Unfortunately academic research (at least in my area) has a very poor track record of being disseminated to and used by 'the outside world', and PhD theses normally just get dusty on library shelves. If you want to have an impact, apply for policy officer jobs in relevant areas.

It is a shame the entry requirements for the Educational Psychology were changed when you were almost finished. But it sounds like your interests still surround learning and children in schools, which would fit with a career in educational psychology. Could you not keep trying to get on to an Educational Psychology PhD programme?

Have you considered careers in allied professions which surround learning/children/schools? E.g. occupational therapist? Speech therapist? Special needs teacher? (the first two careers have funded degree courses and lead directly to jobs).

If you were thinking of entering a career in university teaching (e.g. teaching on the PGCE), this may need a PhD and several years' experience of research contracts. You'd probably need a long list of publications to your name. The situation in academia is incredibly competitive at the moment, with most people with PhDs struggling to find permanent posts. There are a few jobs as research assistants but these are fixed term contracts and require you to move up and down the country as jobs arise. This is okay for single people but once you have a family it becomes impossible.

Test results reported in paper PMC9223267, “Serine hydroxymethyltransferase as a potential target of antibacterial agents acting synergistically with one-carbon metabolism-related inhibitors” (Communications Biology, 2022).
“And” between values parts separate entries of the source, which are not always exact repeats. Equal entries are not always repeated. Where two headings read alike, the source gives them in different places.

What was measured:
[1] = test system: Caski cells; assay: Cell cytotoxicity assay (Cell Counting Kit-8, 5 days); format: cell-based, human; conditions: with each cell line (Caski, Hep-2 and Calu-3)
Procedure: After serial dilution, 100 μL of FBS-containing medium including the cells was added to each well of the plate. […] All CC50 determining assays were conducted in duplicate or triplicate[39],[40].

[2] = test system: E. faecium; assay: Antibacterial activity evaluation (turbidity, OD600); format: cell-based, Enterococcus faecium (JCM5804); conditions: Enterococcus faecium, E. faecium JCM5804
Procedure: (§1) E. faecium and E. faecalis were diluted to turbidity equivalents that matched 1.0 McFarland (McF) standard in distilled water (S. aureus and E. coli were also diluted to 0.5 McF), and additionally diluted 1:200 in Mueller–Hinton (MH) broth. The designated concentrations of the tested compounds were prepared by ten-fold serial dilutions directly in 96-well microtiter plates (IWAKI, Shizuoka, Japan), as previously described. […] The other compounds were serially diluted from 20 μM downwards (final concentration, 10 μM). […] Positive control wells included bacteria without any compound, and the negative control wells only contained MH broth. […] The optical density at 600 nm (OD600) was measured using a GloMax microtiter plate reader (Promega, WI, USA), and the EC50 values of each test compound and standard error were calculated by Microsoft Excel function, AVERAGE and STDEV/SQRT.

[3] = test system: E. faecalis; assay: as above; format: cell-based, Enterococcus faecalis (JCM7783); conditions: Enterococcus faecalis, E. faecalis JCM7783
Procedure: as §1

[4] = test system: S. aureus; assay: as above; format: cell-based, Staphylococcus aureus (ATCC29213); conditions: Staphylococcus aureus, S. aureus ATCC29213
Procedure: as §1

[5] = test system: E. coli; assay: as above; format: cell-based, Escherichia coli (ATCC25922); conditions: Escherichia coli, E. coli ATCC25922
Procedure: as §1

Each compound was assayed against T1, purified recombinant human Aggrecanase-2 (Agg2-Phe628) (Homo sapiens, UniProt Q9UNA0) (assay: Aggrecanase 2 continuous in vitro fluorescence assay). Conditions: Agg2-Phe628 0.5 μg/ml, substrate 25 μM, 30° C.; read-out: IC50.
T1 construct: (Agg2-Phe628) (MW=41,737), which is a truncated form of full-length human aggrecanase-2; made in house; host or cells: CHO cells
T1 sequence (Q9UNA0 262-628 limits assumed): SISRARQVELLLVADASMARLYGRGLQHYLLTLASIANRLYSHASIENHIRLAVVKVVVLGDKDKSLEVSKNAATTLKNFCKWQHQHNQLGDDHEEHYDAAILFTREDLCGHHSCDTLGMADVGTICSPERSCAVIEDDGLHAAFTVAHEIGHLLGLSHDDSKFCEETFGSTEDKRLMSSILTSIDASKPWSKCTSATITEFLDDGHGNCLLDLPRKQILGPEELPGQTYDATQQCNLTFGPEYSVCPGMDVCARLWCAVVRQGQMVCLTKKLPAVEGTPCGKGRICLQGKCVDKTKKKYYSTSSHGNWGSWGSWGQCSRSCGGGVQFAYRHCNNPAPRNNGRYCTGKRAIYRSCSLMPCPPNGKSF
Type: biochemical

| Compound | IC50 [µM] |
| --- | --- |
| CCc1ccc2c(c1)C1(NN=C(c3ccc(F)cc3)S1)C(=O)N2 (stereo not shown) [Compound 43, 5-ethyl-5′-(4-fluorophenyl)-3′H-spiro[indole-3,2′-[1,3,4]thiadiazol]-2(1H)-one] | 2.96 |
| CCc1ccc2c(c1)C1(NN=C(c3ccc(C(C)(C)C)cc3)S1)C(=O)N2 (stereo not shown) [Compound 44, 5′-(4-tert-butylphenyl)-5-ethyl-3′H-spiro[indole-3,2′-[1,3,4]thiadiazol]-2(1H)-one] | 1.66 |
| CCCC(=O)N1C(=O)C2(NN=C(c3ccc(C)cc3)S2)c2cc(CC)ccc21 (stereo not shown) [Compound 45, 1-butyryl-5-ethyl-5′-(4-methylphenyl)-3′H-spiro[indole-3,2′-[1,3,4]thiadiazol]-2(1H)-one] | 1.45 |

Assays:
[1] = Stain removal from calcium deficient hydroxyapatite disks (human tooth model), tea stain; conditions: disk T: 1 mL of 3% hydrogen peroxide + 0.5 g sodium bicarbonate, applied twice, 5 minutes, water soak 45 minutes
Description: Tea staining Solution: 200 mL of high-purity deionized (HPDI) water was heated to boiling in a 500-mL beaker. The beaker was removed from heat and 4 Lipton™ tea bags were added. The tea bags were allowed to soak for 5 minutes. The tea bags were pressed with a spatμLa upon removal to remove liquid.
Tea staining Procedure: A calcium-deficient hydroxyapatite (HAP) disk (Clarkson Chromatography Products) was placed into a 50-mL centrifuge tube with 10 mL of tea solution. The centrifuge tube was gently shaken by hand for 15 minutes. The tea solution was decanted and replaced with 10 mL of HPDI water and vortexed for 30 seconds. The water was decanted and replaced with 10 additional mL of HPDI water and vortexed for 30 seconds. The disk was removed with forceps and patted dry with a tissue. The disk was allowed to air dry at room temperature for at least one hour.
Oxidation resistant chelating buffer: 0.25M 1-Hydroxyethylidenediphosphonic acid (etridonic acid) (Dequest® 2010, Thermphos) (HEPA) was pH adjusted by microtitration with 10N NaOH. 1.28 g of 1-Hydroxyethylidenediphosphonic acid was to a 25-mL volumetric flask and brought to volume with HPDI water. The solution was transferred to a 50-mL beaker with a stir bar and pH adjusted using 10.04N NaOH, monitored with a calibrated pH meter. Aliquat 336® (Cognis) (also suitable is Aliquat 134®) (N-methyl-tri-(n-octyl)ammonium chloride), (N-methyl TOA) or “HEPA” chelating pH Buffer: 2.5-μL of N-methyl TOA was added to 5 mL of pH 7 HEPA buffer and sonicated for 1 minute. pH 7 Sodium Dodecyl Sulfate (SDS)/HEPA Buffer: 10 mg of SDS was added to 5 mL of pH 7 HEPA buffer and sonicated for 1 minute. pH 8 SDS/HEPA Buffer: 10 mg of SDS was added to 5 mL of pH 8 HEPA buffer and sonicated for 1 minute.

Hope this helps - let me know what you think of these suggestions x

possiblefutures Fri 22-Jan-16 14:29:00

Unfortunately academic research (at least in my area) has a very poor track record of being disseminated to and used by 'the outside world', and PhD theses normally just get dusty on library shelves. If you want to have an impact, apply for policy officer jobs in relevant areas.

Happily, this is not necessarily the case in the area the OP wants to get into. Check out, for example, the working paper pages at these universities - working papers (and journal articles) can be published during your PhD, and are often actively promoted through media / social media to the public and policy-makers.

(Nb not all in each list below are psych / ed, but some are, and that combination falls into the remit of these institutions.)

www.iser.essex.ac.uk/research/publications/working-papers/iser

www.bristol.ac.uk/cmpo/publications/papers/

sticerd.lse.ac.uk/case/_new/publications/series.asp?prog=CASE

www.cls.ioe.ac.uk/page.aspx?sitesectionid=939

On a completely different note, you could also look into government social research...https://www.gov.uk/government/publications/civil-service-analytical-fast-streams/civil-service-fast-stream-government-social-research-service

cheapandcheerful Mon 25-Jan-16 13:11:50

Thank you everyone!

I think that I have decided to keep pushing doors until it becomes clear that it's a no-go. And you never know, I might even make it all the way before that happens :D

Thanks for the links - there's a lot to chew over! The Civil Service Fast Stream thing looks very interesting...